Q Can I Include Tax Debt in a Bankruptcy?
There's a reason it's often said the two things that can't be avoided are death and taxes. Even when filing for bankruptcy, you're generally still required to pay your taxes.
Congress has determined that certain types of debts aren't dischargeable. There are 19 categories of debt excepted from discharge under Chapter 7 and a more limited list of exceptions under Chapter 13.
Some common types of debt ineligible for discharge are certain taxes, federally guaranteed student loans, alimony and child support, and debts arising from a personal injury claim that was drugs or alcohol-related.
If you're overdue on your taxes from a decade ago, you may be able to wipe the slate clean with bankruptcy. But, if your taxes are overdue by three years or less, they're immune to bankruptcy.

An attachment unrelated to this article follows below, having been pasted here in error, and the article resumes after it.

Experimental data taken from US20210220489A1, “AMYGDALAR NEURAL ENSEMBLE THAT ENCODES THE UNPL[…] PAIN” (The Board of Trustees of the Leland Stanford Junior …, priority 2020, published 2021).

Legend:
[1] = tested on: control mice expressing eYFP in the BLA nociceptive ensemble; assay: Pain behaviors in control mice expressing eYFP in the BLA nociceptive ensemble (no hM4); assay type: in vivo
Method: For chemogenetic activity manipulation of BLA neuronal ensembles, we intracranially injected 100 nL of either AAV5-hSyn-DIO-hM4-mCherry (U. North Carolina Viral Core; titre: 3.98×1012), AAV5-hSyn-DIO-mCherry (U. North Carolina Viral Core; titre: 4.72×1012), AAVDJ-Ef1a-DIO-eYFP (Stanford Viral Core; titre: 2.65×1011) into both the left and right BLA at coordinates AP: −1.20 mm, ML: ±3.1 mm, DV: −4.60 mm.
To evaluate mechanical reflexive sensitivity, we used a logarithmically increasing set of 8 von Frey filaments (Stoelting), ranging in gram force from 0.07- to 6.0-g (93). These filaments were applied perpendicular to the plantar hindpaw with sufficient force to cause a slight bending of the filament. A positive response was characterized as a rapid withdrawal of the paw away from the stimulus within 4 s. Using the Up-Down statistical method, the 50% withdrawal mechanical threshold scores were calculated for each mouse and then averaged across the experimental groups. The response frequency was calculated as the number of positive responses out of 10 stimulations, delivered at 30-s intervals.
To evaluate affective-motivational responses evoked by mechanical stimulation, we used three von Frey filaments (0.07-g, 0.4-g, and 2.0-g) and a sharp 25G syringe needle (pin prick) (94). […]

This includes federal, state, and local taxes and often also includes business-related taxes and property taxes.Any loan you took out to help you pay off overdue taxes is also immune to a bankruptcy.
If you're overwhelmed with other debt, filing for bankruptcy protection still may be a good option for you. If you have credit card balances, medical bills, mortgage payments or other personal loans that you can't pay, it might be time to consider filing for bankruptcy. Filing for bankruptcy can help you prioritize your debts and regain control of your finances.
Castle Law Office has been handling bankruptcies for Kansas City clients from more than 14 years. If you need the fresh start bankruptcy can provide, call us today at 816-842-6200 to speak with an attorney. Or click here to email us and schedule your free consultation.